Looking back at Hartford parks

Labor Day 1921: Dancing in Colt Park. Credit: Hartford History Center.

On Monday, the Hartford History Center of the Hartford Public Library will unveil an online exhibit of vintage photographs celebrating the city’s park system.

The exhibit, called “Hartford Springs Into Summer,” will go live at 7 ..m., via an online presentation on Zoom and Facebook Live. Bookmark the exhibit here: https://hartfordparks.omeka.net/exhibits/show/springintosummer/title

The exhibit features newly available material from the HHC’s Parks Collection, according to a Library news release. HHC Historical Research Specialist Maureen Heher will outline how the photographs were selected, which Archivist Jennifer Sharp will discuss the new material.

The Parks Collection sat in storage at City Hall until a city councilor discovered them in the 1980s. It then went to the Hartford History Center. Recently, Sharp began working with the thousands of images and documents, cataloguing them and creating “finding aids.”

“There is another half of the collection that has pretty much never been touched,” she said.

CHS director moving on

The Hartford Business Journal reports that Jody Blankenship, CEO of the Connecticut Historical Society since September 2013, will leave in January to become president and CEO of the Indiana Historical Society. The CHS board of trustees will conduct a national search for his replacement, according to the Journal.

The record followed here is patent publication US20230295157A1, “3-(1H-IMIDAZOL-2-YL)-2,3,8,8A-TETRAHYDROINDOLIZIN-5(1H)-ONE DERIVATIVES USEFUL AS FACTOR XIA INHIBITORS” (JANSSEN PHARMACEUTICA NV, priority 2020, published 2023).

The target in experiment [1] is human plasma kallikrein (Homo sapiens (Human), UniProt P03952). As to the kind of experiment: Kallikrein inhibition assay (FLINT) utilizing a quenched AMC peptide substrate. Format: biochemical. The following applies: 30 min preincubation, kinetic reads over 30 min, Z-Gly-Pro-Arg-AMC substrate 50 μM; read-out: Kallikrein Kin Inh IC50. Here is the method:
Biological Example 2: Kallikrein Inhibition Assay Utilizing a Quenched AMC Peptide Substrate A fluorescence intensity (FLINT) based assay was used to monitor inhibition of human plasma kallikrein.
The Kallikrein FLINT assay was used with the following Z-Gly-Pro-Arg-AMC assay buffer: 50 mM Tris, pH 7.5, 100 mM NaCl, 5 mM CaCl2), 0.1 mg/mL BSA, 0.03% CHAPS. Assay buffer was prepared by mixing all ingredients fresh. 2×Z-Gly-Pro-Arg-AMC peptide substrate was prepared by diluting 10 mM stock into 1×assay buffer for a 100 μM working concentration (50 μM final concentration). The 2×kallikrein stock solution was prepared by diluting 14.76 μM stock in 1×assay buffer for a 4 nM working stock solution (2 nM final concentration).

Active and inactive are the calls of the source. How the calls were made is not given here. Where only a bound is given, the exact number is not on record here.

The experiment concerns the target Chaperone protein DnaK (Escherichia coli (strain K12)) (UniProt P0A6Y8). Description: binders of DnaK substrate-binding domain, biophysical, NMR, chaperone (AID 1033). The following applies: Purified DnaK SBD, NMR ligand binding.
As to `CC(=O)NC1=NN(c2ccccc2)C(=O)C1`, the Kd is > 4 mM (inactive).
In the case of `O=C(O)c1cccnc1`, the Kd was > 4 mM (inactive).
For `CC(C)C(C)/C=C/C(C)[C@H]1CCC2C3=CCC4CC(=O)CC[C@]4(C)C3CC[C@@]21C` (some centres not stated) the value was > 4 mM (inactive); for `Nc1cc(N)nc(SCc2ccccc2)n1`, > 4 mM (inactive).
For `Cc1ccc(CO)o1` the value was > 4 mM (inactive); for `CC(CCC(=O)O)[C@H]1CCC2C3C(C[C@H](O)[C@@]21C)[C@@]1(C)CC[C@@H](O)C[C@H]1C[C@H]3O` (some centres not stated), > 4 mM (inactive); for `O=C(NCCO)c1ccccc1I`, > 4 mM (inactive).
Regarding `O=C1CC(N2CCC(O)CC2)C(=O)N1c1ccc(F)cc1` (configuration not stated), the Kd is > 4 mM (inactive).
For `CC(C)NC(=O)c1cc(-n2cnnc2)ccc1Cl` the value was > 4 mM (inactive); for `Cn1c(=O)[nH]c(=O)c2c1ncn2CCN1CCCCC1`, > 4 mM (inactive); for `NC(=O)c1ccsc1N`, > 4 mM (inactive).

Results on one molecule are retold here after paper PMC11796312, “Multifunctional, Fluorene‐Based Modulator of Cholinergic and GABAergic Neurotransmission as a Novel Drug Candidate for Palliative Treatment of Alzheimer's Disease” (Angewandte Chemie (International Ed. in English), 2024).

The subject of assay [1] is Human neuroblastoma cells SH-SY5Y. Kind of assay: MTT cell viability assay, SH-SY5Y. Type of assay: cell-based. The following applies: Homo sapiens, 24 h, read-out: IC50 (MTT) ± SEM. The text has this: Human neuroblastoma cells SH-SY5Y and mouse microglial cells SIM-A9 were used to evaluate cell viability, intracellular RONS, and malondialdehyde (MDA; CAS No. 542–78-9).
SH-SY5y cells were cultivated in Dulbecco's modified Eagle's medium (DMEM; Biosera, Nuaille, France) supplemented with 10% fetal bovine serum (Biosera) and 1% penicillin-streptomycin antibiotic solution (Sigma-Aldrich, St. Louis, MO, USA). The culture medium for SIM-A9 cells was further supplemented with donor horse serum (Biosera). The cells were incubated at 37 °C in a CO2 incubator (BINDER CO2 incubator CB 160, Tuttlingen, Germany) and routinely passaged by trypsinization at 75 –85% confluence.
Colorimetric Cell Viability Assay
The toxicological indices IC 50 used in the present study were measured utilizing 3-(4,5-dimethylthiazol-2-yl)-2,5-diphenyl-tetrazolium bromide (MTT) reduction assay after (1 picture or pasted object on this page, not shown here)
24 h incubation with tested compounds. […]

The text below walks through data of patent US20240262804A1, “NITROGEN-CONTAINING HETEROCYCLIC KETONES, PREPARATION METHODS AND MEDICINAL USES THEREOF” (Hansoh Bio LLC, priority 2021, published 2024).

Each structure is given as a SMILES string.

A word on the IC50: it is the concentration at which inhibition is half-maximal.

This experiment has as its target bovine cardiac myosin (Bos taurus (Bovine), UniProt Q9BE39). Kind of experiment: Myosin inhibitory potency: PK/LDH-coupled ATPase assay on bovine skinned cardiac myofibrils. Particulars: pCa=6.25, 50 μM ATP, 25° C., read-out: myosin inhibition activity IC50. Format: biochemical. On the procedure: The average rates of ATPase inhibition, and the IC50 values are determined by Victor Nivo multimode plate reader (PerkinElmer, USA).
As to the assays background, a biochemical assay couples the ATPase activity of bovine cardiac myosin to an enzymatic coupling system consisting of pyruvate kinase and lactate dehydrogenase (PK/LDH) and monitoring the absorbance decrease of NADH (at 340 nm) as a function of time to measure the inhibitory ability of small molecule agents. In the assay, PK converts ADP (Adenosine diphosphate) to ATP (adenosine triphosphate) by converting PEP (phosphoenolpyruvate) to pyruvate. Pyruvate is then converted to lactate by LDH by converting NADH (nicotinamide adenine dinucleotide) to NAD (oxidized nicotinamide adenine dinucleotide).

Established in 1825, CHS is the state’s official historical society and one of the oldest in the nation. Its headquarters at 1 Elizabeth Street in Hartford includes a museum, library, and the Edgar F. Waterman Research Center–all open to the public and funded by private contributions. The CHS collection includes more than 4 million manuscripts, graphics, books, artifacts, and other historical materials. It is a Smithsonian affiliate.


More old newspapers to go online

Congratulations to the Connecticut State Library for winning a third grant for its Connecticut Digital Newspaper Project. This allows the Library to digitize another 100,000 pages from the microfilm it holds from old Connecticut newspapers. Those pages will be added to the Library of Congress’ Chronicling America newspaper database.

The latest selections, scheduled to be online by the fall of 2019, include some Hartford-based publications; they’re listed below according to category, with their years of publication. The complete list is here.

African American:

  • Hartford-Springfield Chronicle, 1940
  • Hartford Chronicle, 1946-1947
  • Connecticut Chronicle (Hartford, Conn.), 1948
  • New England Bulletin (Hartford, Conn.), 1949


  • The Examiner (Hartford, Conn.), 1881-1888
  • The Weekly Examiner (Hartford, Conn.), 1890-1901
  • Hartford Labor, 1894
  • The Labor Standard (Hartford, Conn.), 1910-1922
  • The Connecticut Craftsman (Hartford, Conn.), 1932